David Koball, Vineyard Manager at Bonterra Vineyards in Hopland, California. David has been growing winegrapes in Mendocino County in California for 14 years, all of it in certified Organic and Demeter certified Biodynamic vineyards. He has been working for Bonterra Vineyards for over seven years. Prior to growing winegrapes he was a Post Graduate Researcher at the University of California Davis in the Plant Pathology Department. He holds a Bachelor of Science degree in Plant Science from the University of California at Davis, and a Master of Science degree in Plant Pathology from Cornell University.
We grow organic and biodynamically certified winegrapes on 1,100 acres in Mendocino County in the North Coast region of California, over 13 miles from the northern to most southern, from flatlands by the Russian River to hillsides at 2,200 feet in elevation, so we have a lot of different challenges to our vineyards.
I suppose the organic challenge that gives me the most fits is spidermites. For late season infestations we do not have a good control material that completely fits our needs. Spidermites tend to be attracted to sunburned or stressed grapevines, and they enjoy a good hot day (100+ °F/38 °C), thus our challenge is to grow our vines in the most balanced way possible and ameliorate the stress of the very hot days. A balanced grapevine is one which is healthy, but not overly vigorous, and thus is not as attractive to the spidermites. We use irrigation, tillage, pruning, fruit thinning, and cover crops as tools to balance the vines. Cover crops are also great habitats that encourage the presence of natural predators such as the Minute Pirate Bug. We also purchase predatory spider mites from a company called Biotactics and inoculate our fields if they are not naturally present.
The first time that I relied solely on natural insect predators to control a spidermite outbreak, I was extremely nervous, but followed some of the protocols in the University of California Grape Pest Management book and it worked just as it was modeled. Once I saw that, I was hooked. How cool is it that you can sit back and let nature take care of it's own problems without human intervention! I'm a "show me" type of person, so I had to see for myself that it really could work. The take home lesson was that this type of control strategy is viable; I now do whatever I can to encourage natural predators in the vineyard. I do this by planting cover crops and managing them to encourage habitat development. I like to keep vineyard borders messy so that they are also diverse, continual habitat not subject to my farming practices.
Insect pressure is a pretty universal challenge. We use Queen Anne's lace and different clovers in our cover crop mix to help us attract beneficial insects. Having these particular covers helps us to establish naturally functioning micro-ecosystems within the larger agro-ecosystem to afford natural control of insect pests. Both of these covers set seed and dry out long before they become a problem for competition with the vines, and by allowing them to set seed we get a much better return germination the following year without tillage.
Organic grape growing involves choosing the right variety for the specific region and using the proper viticultural techniques and systems as well. In our part of Mendocino County, we can organically or biodynamically grow just about any variety imaginable, and do it successfully. Conversely, growing Chardonnay in a cool moist climate such as the Willamette Valley in Oregon or more coastal regions would be a much greater challenge. There are plenty of people growing organically in these regions, and they have my deepest respect and admiration for the success that they are having. I would think that mildew and rot pressures would be the greatest factor in choosing a winegrape variety to grow organically given a particular climate. Ripening is more a factor of choosing the right variety for viticultural reasons, not whether you are an organic or conventional grower.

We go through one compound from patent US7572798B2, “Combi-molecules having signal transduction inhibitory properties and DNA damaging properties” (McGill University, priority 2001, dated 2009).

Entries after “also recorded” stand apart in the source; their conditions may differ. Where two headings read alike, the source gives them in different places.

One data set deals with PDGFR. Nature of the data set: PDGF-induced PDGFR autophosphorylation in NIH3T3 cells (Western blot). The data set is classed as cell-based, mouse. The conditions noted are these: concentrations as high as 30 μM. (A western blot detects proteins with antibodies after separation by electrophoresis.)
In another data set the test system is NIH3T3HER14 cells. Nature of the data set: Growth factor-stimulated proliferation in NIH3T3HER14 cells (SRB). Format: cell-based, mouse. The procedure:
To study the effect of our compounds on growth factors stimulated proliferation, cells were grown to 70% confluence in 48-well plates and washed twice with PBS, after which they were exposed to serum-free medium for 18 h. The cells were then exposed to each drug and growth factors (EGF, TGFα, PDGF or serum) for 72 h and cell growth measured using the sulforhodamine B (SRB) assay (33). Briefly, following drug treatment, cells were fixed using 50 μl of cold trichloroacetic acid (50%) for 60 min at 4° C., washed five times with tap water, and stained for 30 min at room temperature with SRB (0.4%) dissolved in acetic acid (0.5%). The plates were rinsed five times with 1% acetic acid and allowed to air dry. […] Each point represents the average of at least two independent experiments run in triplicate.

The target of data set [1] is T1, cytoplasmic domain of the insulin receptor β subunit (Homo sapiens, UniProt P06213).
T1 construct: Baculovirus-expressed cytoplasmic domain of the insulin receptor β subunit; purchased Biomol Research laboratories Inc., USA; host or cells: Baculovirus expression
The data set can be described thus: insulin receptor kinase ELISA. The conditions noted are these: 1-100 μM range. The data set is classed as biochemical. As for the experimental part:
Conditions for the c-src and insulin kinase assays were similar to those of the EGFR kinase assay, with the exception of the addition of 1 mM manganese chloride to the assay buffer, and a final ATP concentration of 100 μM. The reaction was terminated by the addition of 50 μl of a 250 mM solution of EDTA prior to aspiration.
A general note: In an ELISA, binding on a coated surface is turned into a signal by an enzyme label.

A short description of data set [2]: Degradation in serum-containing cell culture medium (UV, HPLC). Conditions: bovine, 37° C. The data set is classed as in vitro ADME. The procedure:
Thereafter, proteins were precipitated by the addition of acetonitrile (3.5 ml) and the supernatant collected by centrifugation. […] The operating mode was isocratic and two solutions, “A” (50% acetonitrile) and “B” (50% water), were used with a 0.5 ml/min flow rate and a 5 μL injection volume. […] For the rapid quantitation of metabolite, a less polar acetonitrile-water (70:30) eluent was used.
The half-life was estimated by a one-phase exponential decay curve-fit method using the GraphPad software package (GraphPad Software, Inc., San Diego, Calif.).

A clean and tidy vineyard is not a sign of a good organic grower, it's a sign of a clean and tidy grower. The more things that you have growing in your vineyard, the more real it becomes in terms of a naturally functioning ecosystem. Agriculture at its root is very unnatural; we need to do what we can to mimic what's happening in natural systems if we hope to be successful. There can be too much of a good thing however, so an overly untidy vineyard is not so good either.
Always be ahead of what is happening, know what is coming instead of reacting to it after the fact. For organic growers, you need to make a lot of bootprints in the vineyard. For example, if you see a small hotspot of spidermites in a particular area of the vineyard, you need to look for predators immediately. If you establish a population of predators early, the hotspot may not develop into a problem. If you wait for the problem to develop and then treat, you will have a much greater degree of difficulty.
There are no herbicides available organically that we have heard of that have shown any great degree of success. Short of mechanical or manual (hand hoeing/shoveling) controls, a propane weed flamer is the best solution for weed control at the hobby level. Mechanical weeders for tractors are expensive and frequently break.
If you want to go organic, talk to as many people as you can, be they organic, biodynamic, sustainable or conventional growers. They all have personal experiences to share about what are typical problems wherever you are growing grapes. The best advice is from a fellow farmer because they have the same needs and perspective as you. Eventually you will develop a level of trust in a select group and you can all learn from each other.